2 Chronicles 25 – Amaziah
2 Chronicles 26 – Uzziah
2 Chronicles 27 – Jotham
2 Chronicles 28 – Ahaz
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One Reply to “Four Kings: Amaziah, Uzziah, Jotham and Ahaz”
Reading through these kings at this point reminds me of why I took some time to create the Kings and Prophets chart last year. [Kings and Prophets]. Many of these chapters provide demographic details, so the chart made it easier to visualize what was happening historically.
Amaziah. “He did what was right in the eyes of the Lord, but not wholeheartedly (2 Chronicles 25:2). He made the mistake of hiring soldiers from Israel (the Northern Kingdom), “a hundred thousand fighting men for a hundred talents of sliver” (25:6) and was confronted with “a man of God” who told him “God will overthrow you before the enemy, for God has the power to help or to overthrow” (25:8). He wisely dismisses the troops; they were furious. Amaziah destroyed the men of Seir, including 10,000 men they captured alive then tossed off of a cliff to their death. Amaziah was proud of himself. He setup the idols of Seir as his own and worshipped them. A prophet confronted him, but he dismissed the prophet. Instead, he provoked is Northern Kingdom counterpart (Jehoash), inviting him to battle. Jehoash’s response is intriguing:
Amaziah’s arrogance betrayed Judah and Jehoash routed them, breaking down part of the wall around Jerusalem and stealing the articles of gold and silver found in the temple. Amaziah lived 15 years longer than Jehoash, but sadly, he completely turned from following the Lord and was killed in Lachish.
Uzziah (his throne name) is Azariah (his personal name) in 2 Kings 14, was made king following his father’s death (Amaziah) at the age of 16. It’s amazing to know he reigned for 52 years. He was very successful as a warrior because God was with him, he helped him win battle after battle.
Note to self: watch out for pride and arrogance, give God the credit! Uzziah decided he could enter the temple and burn incense on the alter, but the priests gathered and confronted him. Uzziah was immensely angry with the priests. “While he was raging at the priests…leprosy broke out on his forehead” (26:19). King Uzziah had leprosy until he died, living in a separate house, banned from the temple.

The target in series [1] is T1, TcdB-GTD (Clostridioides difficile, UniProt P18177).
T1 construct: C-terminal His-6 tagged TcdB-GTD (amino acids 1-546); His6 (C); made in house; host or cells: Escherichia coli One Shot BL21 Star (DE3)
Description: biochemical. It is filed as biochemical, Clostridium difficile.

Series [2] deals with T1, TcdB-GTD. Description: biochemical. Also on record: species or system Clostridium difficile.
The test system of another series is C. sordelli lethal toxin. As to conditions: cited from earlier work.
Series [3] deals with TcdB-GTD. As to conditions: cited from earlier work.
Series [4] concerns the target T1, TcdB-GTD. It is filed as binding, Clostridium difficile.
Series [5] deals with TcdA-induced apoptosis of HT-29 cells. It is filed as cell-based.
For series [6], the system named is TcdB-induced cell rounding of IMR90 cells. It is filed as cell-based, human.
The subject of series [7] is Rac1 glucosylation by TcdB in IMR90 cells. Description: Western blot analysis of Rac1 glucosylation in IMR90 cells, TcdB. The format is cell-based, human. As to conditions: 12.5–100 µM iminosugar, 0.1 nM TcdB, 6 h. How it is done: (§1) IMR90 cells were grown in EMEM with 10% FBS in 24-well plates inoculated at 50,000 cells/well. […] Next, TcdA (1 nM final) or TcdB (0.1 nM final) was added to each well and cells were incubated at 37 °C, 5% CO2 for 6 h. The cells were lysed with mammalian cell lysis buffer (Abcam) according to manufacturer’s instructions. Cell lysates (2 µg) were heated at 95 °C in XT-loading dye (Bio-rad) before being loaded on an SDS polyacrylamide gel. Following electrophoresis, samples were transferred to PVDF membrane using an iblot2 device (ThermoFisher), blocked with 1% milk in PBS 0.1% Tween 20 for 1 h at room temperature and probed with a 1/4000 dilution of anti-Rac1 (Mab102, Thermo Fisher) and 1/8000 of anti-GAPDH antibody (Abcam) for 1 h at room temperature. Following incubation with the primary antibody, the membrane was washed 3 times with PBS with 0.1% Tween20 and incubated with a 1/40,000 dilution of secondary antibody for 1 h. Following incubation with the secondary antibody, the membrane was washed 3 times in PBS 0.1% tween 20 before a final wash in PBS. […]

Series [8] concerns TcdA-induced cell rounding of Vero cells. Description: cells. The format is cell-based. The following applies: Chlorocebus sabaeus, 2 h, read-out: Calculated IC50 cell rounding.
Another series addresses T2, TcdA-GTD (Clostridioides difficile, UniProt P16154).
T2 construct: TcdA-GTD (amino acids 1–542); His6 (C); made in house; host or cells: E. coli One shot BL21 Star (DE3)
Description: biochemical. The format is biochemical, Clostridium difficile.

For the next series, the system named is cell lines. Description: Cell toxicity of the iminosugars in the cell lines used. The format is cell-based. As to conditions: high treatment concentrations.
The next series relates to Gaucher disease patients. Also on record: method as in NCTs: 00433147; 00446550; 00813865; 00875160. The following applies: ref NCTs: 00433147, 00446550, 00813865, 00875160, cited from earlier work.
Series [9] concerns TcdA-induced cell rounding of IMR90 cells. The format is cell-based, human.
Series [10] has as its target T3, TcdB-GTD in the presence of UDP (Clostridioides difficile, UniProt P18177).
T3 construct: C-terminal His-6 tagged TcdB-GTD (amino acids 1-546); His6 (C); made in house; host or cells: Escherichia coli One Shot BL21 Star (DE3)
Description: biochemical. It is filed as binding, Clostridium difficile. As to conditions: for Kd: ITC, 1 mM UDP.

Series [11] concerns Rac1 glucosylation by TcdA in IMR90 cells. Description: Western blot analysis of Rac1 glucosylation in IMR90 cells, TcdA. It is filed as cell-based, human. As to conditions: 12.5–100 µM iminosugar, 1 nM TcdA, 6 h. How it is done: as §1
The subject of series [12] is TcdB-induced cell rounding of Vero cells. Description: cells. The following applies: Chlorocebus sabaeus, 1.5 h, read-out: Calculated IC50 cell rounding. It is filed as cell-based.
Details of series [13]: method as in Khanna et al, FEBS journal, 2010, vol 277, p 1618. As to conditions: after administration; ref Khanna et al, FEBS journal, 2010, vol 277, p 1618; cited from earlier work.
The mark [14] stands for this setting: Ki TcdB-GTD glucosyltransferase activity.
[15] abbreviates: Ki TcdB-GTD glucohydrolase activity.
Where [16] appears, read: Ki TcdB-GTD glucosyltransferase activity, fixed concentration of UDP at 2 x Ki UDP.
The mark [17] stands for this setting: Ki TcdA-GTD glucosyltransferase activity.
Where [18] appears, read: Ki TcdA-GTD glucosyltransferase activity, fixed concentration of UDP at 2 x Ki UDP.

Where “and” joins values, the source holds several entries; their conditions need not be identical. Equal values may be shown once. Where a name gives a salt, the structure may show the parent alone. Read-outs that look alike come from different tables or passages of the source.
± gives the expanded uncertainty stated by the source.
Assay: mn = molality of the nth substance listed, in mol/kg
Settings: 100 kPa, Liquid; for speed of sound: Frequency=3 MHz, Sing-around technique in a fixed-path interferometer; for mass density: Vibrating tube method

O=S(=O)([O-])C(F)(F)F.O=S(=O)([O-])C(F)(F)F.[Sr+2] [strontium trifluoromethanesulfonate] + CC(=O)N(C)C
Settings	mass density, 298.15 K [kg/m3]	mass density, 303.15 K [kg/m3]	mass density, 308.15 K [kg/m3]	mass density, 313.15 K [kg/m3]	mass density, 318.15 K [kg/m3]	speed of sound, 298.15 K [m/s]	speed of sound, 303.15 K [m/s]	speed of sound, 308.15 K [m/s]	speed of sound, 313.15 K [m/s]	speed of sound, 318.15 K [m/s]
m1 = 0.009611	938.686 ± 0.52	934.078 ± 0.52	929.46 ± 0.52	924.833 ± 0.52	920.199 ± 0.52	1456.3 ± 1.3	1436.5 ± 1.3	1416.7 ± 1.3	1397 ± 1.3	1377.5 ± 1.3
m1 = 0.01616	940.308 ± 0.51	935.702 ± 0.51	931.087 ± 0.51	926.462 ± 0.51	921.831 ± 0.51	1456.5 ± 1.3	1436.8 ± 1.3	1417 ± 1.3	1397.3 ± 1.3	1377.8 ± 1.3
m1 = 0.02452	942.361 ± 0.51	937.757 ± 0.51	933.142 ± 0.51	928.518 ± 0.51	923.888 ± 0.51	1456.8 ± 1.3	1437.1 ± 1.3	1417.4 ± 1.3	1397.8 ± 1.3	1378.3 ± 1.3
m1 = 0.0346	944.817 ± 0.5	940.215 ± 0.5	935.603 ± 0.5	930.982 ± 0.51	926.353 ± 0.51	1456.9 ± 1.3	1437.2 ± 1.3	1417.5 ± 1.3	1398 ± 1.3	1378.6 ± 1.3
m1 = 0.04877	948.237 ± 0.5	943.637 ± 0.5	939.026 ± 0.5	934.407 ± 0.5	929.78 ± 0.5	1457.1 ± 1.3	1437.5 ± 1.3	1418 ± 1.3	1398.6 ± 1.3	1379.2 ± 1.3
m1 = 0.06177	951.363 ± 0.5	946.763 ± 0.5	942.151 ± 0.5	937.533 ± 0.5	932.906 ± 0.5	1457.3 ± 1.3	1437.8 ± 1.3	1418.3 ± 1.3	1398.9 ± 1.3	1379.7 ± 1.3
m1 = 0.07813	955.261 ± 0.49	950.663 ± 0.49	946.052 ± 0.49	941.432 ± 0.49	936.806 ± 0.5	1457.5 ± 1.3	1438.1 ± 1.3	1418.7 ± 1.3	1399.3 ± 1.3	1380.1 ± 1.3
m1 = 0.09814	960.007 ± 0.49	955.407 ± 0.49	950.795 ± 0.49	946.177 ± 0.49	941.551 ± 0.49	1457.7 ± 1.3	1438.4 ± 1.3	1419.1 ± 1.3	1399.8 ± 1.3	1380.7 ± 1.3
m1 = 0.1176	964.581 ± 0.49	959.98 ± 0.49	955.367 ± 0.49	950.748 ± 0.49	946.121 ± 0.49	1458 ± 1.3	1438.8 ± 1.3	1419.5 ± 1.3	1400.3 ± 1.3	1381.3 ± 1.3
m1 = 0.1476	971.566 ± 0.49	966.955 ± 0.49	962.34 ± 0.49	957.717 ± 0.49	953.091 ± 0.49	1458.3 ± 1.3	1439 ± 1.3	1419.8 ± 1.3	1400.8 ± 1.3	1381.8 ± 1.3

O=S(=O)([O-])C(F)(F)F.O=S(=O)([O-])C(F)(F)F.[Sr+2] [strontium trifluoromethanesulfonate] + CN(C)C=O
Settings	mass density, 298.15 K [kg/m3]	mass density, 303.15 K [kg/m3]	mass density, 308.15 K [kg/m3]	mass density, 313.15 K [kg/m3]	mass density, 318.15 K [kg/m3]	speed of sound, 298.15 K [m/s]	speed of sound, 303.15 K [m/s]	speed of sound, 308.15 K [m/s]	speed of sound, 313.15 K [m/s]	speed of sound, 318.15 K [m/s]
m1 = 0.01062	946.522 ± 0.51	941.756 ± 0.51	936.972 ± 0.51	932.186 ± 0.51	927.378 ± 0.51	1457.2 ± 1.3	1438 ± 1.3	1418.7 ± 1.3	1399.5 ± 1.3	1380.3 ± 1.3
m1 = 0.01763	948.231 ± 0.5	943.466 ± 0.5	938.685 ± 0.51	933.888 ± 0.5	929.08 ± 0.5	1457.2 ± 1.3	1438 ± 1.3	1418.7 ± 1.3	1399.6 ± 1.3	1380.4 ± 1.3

Uzziah’s reign is connected with Isaiah (26:22), notably referred to in Isaiah 6:1, “In the year that King Uzziah died, I saw the Lord, high and exalted, seated on a throne; and the train of his robe filled the temple.” Isaiah’s ministry began at a time with the Israelites were far from the Lord.
Jotham. Not much is said about Jotham’s 16-year rule, except that he did “what was right in the eyes of the Lord, just as his father Uzziah had done, but unlike him he did not enter the temple of the Lord. The people, however, continued their corrupt practices” (27:2). Jotham minded his business, but did not lead the people in the ways of the Lord. Still, “Jotham grew powerful because he walked steadfastly before the Lord his God” (27:6). God still honored Jotham’s commitment. Interesting.
Ahaz. Like his father, Ahaz also reigned 16 years; however, unlike his ancestors, he worshipped the Baals, even sacrificed his own children to these gods. Therefore the Lord was angry with them and allowed the Arameans to defeat them. The Northern Kingdom joined in the fury and defeated them as well, taking plunder from the temple, as well as “two hundred thousand wives, sons and daughters.” This angered the Lord and he sent a prophet to warn them to return the captives, “so they took them back to their fellow Israelites at Jericho” (28:15). Sadly, Ahaz continued his fall from the Lord.
These kings, all in the lineage of Jesus, had many ups and downs. Many years pass between them, but still the remnant lives, those who serve the Lord with gladness and with all their heart. We certainly see the recurring theme of follow God and enjoy rewards, turn from God and things fall apart, but what are the other takeaways from this reading? Perhaps it’s the associations we should pay attention to, those inner-groups of people with which we gravitate toward. None of us like to admit we’re clique-ish, but we are all guilty of discrimination to some degree (not all bad). The problem arises when we move from appropriate discretion to that of isolation, of only surrounding ourselves with those of like minds to the point we become deceived and slip away from honoring God. I suspect the royal treatment of these kings led to their downfall.
Lord help me to keep your perspective on each day we have here on earth. You woke me up today Lord, what would you have me do this day? You gave me one more breath Lord, how may I serve you here now?